Monday, April 24, 2017

Jeff Morales has probably stomached enough lunacy

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Jeff Morales has probably stomached enough lunacy

For reasons unspecified other than he may have had enough of dealing with hostile politicians like Rep. Jeff Denham (R-Calif.), chair of the House Transportation and Infrastructure Committee Rail Subcommittee, California High Speed Rail Authority CEO Jeff Morales announced April 21 he is stepping down as of June 2. Officially, he said it is time for him to move on, now that construction is under way on the $64 billion, voter-approved project.

Personally, I think Morales, 57, made a wise decision to preserve his health. Stress can do bad things to you, and no initiative, no matter how important and visionary, is worth ruining your physical and emotional well being over.

Morales told The San Francisco Chronicle that “uncertainty over the project’s future had nothing to do with his resignation, only a genuine desire to move aside after breaking ground on the nation’s largest infrastructure project. ‘We’ve made a tremendous amount of progress, from being at a standstill to having $3 billion-plus of construction under way,’ he said. ‘Frankly, I didn’t think I’d be here for five years. I had no gray hair when I started the job. I have lots of it now.’”

The search for Morales’s successor is under way. Let someone else deal with the Neanderthals who want to keep this country’s passenger rail system stuck in the mid-20th century, while the rest of the developed world laughs as they look at us out the windows of their 200-mph trains.

Yet, we need that someone else who can pick up from where Jeff Morales left off and continue to fight the good fight against those who lack vision and are clueless as to the value of steel wheels rolling safely at tremendous speeds on vast ribbons of steel rail.

Yeah, yeah, yeah, I know—California’s bullet train is years behind schedule and billions over budget. But you know what? Che importa—who cares! Perhaps it was under-budgeted to begin with.

It seems as though, as a nation, we no longer have the desire to do great things, or the courage to devote financial resources to projects that may not turn a profit but will deliver social, environmental and economic benefits—better mobility, reduced airway and highway congestion, etc., etc. I’ve been writing about high speed rail for nearly 25 years. I hope I’ll get a chance to ride and write about an American high speed train before my time is up. If the past 25 years is any indication, I won’t hold my breath.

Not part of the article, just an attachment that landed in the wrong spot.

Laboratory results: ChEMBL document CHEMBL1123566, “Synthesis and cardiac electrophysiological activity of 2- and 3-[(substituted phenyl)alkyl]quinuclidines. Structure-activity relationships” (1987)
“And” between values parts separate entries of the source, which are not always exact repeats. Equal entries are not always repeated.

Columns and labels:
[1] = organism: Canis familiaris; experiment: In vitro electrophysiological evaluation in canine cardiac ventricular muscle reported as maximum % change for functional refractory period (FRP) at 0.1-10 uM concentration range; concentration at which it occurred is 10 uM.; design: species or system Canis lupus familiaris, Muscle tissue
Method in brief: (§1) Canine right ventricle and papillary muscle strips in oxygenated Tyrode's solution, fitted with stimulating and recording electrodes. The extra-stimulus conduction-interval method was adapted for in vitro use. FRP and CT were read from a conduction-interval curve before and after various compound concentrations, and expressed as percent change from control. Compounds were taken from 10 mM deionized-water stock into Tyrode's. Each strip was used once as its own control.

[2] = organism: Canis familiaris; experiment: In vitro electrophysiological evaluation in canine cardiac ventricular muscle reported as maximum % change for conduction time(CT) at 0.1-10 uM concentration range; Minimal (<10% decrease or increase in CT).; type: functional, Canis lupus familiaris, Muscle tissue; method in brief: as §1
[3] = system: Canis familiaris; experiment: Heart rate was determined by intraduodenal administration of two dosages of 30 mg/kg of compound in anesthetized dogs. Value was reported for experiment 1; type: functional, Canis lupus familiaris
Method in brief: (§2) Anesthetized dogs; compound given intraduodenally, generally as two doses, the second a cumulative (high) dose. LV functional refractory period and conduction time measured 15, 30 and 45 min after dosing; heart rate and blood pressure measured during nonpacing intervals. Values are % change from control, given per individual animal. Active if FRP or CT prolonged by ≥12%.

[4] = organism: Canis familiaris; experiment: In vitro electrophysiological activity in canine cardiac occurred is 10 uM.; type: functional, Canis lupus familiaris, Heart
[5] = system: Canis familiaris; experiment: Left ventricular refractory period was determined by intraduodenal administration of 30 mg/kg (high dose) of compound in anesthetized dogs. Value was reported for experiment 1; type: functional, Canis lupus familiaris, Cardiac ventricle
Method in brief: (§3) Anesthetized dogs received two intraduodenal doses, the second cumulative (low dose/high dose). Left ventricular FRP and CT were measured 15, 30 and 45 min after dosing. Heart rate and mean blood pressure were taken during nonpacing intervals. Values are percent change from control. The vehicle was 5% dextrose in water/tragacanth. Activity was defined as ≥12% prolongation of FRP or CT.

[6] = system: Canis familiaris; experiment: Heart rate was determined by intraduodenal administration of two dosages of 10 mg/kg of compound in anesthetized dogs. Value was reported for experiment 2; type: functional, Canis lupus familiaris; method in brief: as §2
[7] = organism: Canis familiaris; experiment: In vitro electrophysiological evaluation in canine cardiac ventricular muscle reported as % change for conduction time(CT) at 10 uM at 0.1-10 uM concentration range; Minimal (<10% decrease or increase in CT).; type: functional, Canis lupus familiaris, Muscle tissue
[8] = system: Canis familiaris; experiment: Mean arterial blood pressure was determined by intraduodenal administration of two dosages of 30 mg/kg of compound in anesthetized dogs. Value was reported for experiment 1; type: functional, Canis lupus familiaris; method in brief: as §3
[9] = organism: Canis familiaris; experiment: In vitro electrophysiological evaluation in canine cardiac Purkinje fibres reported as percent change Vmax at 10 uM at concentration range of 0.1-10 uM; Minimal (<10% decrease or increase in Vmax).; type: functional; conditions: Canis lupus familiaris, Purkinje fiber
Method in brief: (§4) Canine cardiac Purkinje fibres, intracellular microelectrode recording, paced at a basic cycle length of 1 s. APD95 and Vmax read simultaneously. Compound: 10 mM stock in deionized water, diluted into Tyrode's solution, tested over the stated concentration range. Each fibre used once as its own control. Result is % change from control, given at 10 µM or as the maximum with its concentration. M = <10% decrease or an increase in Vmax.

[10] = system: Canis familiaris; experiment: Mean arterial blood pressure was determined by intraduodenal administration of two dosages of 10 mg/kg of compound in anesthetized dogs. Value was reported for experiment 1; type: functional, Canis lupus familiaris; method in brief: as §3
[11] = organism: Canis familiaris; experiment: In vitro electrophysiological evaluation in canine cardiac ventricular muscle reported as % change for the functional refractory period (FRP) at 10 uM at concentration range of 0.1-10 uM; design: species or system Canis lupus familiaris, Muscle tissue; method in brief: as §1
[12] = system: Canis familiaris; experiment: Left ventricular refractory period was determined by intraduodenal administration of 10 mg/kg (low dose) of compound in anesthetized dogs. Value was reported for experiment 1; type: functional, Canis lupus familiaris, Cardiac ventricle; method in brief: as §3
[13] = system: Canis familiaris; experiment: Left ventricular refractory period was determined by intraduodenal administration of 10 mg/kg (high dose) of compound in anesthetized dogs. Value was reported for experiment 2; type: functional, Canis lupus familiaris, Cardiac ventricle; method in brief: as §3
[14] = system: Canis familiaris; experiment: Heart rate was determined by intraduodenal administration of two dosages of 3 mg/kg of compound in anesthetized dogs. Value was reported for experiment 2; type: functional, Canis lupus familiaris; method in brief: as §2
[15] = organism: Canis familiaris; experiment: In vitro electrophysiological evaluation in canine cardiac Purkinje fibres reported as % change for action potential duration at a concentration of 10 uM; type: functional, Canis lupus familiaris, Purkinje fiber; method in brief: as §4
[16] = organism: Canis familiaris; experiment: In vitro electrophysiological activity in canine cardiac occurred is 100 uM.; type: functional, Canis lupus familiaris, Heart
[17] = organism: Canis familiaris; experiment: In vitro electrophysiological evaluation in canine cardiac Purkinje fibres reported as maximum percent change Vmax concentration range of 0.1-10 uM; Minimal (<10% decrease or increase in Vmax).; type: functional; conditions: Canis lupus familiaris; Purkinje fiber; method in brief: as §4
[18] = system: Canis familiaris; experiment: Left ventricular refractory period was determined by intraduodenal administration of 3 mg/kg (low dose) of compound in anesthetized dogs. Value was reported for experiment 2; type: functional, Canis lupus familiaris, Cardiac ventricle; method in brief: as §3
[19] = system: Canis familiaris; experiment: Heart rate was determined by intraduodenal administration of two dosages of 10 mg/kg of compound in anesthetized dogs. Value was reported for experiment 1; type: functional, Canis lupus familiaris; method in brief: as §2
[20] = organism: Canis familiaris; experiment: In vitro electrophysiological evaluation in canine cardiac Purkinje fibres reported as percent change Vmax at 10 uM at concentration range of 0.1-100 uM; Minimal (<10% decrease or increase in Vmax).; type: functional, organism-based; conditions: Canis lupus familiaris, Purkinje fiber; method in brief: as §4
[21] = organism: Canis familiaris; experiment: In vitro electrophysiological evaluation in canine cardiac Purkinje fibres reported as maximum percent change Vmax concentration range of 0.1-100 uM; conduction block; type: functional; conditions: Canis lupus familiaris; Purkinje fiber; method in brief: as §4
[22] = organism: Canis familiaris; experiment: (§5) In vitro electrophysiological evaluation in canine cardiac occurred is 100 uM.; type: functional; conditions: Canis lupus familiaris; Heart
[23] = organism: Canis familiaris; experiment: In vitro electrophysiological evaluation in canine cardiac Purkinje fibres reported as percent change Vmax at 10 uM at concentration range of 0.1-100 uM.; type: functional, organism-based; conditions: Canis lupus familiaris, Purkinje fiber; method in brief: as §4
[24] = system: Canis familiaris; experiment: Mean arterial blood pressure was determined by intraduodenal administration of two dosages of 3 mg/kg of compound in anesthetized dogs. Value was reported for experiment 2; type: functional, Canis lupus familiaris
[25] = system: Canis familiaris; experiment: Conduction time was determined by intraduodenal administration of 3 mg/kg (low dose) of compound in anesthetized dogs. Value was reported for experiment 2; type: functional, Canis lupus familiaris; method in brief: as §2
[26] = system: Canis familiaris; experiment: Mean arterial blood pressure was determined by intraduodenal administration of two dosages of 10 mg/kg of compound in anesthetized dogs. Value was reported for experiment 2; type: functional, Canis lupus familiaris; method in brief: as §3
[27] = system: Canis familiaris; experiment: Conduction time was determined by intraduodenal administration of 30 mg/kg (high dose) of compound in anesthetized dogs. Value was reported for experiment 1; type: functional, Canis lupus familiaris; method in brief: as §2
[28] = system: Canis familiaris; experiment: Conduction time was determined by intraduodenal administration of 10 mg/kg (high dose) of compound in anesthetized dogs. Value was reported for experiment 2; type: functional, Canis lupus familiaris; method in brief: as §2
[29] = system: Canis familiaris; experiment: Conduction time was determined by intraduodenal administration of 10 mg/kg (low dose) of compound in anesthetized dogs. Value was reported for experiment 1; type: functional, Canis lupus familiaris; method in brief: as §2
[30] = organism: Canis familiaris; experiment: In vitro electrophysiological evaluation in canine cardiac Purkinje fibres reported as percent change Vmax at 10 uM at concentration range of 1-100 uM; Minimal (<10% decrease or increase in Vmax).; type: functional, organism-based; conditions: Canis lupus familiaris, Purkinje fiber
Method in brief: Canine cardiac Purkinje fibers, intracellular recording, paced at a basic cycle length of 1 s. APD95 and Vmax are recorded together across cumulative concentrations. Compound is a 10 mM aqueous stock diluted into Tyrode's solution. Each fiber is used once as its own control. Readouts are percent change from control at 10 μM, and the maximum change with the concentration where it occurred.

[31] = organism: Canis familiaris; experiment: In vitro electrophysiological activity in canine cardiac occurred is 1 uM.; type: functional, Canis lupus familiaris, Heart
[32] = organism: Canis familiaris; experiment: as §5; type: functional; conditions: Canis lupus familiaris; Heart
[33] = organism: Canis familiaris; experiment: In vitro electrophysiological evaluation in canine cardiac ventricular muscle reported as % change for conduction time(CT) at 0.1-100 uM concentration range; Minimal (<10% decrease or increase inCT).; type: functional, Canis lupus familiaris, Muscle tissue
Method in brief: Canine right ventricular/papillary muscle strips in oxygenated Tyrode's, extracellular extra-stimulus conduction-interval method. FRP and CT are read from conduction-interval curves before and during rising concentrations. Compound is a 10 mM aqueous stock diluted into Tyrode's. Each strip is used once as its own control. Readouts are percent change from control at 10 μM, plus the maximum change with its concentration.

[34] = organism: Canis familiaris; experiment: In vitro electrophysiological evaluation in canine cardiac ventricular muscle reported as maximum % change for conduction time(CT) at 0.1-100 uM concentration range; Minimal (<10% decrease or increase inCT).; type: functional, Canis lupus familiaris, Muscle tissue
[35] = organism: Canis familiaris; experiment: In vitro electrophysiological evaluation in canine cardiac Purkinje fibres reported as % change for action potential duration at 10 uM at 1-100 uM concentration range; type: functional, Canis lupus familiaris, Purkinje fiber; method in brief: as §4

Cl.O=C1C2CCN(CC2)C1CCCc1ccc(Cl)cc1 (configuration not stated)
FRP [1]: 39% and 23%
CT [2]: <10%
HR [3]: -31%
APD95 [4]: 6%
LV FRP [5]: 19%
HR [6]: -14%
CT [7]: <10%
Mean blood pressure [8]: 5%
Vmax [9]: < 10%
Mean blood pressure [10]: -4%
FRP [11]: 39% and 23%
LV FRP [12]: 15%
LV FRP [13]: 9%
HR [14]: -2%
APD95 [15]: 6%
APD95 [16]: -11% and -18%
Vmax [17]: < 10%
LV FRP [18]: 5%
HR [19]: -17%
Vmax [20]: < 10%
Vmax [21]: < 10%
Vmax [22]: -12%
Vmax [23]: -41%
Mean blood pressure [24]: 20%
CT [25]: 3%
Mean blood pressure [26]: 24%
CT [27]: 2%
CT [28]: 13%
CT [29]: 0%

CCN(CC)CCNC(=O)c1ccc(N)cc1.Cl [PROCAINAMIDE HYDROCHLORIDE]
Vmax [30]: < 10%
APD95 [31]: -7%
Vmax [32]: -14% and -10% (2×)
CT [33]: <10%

Some things are more important than making money, and I hope that there are people out there who realize that a myopic focus on the bottom line will keep us at the bottom, like a flounder, buried in the sand.

They're out there: people like John F. Kennedy, who in 1961 set us on a course to the moon—and all the technological advancements in computers and materials science that have come out of America’s space program and have benefited our society—with these words to Congress:

“Recognizing the head start obtained by the Soviets with their large rocket engines, which gives them many months of lead-time, and recognizing the likelihood that they will exploit this lead for some time to come in still more impressive successes, we nevertheless are required to make new efforts on our own. For while we cannot guarantee that we shall one day be first, we can guarantee that any failure to make this effort will make us last. We take an additional risk by making it in full view of the world, but … this very risk enhances our stature when we are successful. But this is not merely a race. Space is open to us now; and our eagerness to share its meaning is not governed by the efforts of others. We go into space because whatever mankind must undertake, free men must fully share.

“I therefore ask the Congress, above and beyond the increases I have earlier requested for space activities, to provide the funds which are needed to meet the following national goals: First, I believe that this nation should commit itself to achieving the goal, before this decade is out, of landing a man on the moon and returning him safely to the earth. No single space project in this period will be more impressive to mankind, or more important for the long-range exploration of space; and none will be so difficult or expensive to accomplish.”

Difficult and expensive. Why is that a bad thing? Again, as Kennedy said in another speech, “We choose to go to the moon in this decade and do the other things, not because they are easy, but because they are hard, because that goal will serve to organize and measure the best of our energies and skills, because that challenge is one that we are willing to accept, one we are unwilling to postpone, and one which we intend to win.”

Message to the right wing: You really want to make America great? You really want to invest in this nation’s infrastructure (and I don’t mean building a useless border wall)? Then stop trying to squash transportation projects that make use of the words “passenger” and “rail” in their descriptions.

We can’t afford to do these types of things? We can’t afford not to.

William C. Vantuono, Editor-in-Chief

With Railway Age since 1992, William C. Vantuono has broadened and deepened the magazine's coverage of the technological revolution that is so swiftly changing the industry. He has also strengthened Railway Age’s leadership position in industry affairs with the conferences he conducts, among them Next-Generation Train Control, Light Rail, and Rail Insights. He is the author or co-author or editor of several books, among them All About Railroading; John Armstrong’s The Railroad: What It Is, What It Does; Railway Age’s Comprehensive Railroad Dictionary; and Planning, Engineering, and Operating Light Rail, With Applications in New Jersey.

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